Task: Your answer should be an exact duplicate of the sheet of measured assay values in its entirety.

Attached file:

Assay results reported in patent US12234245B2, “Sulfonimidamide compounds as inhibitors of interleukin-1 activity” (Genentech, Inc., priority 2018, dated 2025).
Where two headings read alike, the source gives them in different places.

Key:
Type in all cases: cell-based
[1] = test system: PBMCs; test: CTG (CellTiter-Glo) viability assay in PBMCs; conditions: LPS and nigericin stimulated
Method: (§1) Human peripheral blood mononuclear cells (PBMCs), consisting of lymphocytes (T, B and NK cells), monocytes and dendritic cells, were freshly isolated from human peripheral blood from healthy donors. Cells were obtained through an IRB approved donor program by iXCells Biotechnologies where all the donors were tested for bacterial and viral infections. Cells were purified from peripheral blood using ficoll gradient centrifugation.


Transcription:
Assay results reported in patent US12234245B2, “Sulfonimidamide compounds as inhibitors of interleukin-1 activity” (Genentech, Inc., priority 2018, dated 2025).
Where two headings read alike, the source gives them in different places.

Key:
Type in all cases: cell-based
[1] = test system: PBMCs; test: CTG (CellTiter-Glo) viability assay in PBMCs; conditions: LPS and nigericin stimulated
Method: (§1) Human peripheral blood mononuclear cells (PBMCs), consisting of lymphocytes (T, B and NK cells), monocytes and dendritic cells, were freshly isolated from human peripheral blood from healthy donors. Cells were obtained through an IRB approved donor program by iXCells Biotechnologies where all the donors were tested for bacterial and viral infections. Cells were purified from peripheral blood using ficoll gradient centrifugation.